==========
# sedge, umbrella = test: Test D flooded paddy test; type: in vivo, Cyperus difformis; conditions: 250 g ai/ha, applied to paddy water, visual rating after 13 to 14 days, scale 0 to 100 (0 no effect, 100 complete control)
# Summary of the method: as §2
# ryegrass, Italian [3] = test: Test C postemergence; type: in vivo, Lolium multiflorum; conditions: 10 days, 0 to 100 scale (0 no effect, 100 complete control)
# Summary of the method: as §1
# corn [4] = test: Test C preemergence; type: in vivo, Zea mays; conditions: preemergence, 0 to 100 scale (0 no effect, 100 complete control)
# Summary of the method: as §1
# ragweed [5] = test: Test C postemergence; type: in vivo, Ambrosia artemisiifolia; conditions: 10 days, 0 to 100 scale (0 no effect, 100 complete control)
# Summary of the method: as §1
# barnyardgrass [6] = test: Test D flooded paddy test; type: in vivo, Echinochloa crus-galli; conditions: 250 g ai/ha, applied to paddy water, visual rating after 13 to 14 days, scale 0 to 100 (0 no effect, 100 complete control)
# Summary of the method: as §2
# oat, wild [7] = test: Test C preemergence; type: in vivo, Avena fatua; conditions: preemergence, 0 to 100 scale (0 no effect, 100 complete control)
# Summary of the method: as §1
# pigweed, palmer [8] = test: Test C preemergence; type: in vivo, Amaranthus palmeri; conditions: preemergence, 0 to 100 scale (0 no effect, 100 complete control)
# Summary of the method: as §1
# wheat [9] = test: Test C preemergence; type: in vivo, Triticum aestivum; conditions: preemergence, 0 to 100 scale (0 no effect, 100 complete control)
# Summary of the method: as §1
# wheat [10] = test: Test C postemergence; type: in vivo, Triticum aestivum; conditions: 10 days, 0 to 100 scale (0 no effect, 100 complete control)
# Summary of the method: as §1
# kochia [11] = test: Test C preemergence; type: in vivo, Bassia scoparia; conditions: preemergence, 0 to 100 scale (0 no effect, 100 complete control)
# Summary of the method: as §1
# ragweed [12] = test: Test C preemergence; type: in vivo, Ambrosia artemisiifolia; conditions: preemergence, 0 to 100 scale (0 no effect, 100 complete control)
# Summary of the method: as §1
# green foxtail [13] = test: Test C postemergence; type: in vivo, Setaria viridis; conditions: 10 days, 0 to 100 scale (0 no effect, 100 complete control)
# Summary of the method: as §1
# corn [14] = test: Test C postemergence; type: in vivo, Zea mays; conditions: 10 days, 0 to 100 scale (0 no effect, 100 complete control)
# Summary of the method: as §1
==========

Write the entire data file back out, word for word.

# sedge, umbrella = test: Test D flooded paddy test; type: in vivo, Cyperus difformis; conditions: 250 g ai/ha, applied to paddy water, visual rating after 13 to 14 days, scale 0 to 100 (0 no effect, 100 complete control)
# Summary of the method: as §2
# ryegrass, Italian [3] = test: Test C postemergence; type: in vivo, Lolium multiflorum; conditions: 10 days, 0 to 100 scale (0 no effect, 100 complete control)
# Summary of the method: as §1
# corn [4] = test: Test C preemergence; type: in vivo, Zea mays; conditions: preemergence, 0 to 100 scale (0 no effect, 100 complete control)
# Summary of the method: as §1
# ragweed [5] = test: Test C postemergence; type: in vivo, Ambrosia artemisiifolia; conditions: 10 days, 0 to 100 scale (0 no effect, 100 complete control)
# Summary of the method: as §1
# barnyardgrass [6] = test: Test D flooded paddy test; type: in vivo, Echinochloa crus-galli; conditions: 250 g ai/ha, applied to paddy water, visual rating after 13 to 14 days, scale 0 to 100 (0 no effect, 100 complete control)
# Summary of the method: as §2
# oat, wild [7] = test: Test C preemergence; type: in vivo, Avena fatua; conditions: preemergence, 0 to 100 scale (0 no effect, 100 complete control)
# Summary of the method: as §1
# pigweed, palmer [8] = test: Test C preemergence; type: in vivo, Amaranthus palmeri; conditions: preemergence, 0 to 100 scale (0 no effect, 100 complete control)
# Summary of the method: as §1
# wheat [9] = test: Test C preemergence; type: in vivo, Triticum aestivum; conditions: preemergence, 0 to 100 scale (0 no effect, 100 complete control)
# Summary of the method: as §1
# wheat [10] = test: Test C postemergence; type: in vivo, Triticum aestivum; conditions: 10 days, 0 to 100 scale (0 no effect, 100 complete control)
# Summary of the method: as §1
# kochia [11] = test: Test C preemergence; type: in vivo, Bassia scoparia; conditions: preemergence, 0 to 100 scale (0 no effect, 100 complete control)
# Summary of the method: as §1
# ragweed [12] = test: Test C preemergence; type: in vivo, Ambrosia artemisiifolia; conditions: preemergence, 0 to 100 scale (0 no effect, 100 complete control)
# Summary of the method: as §1
# green foxtail [13] = test: Test C postemergence; type: in vivo, Setaria viridis; conditions: 10 days, 0 to 100 scale (0 no effect, 100 complete control)
# Summary of the method: as §1
# corn [14] = test: Test C postemergence; type: in vivo, Zea mays; conditions: 10 days, 0 to 100 scale (0 no effect, 100 complete control)
# Summary of the method: as §1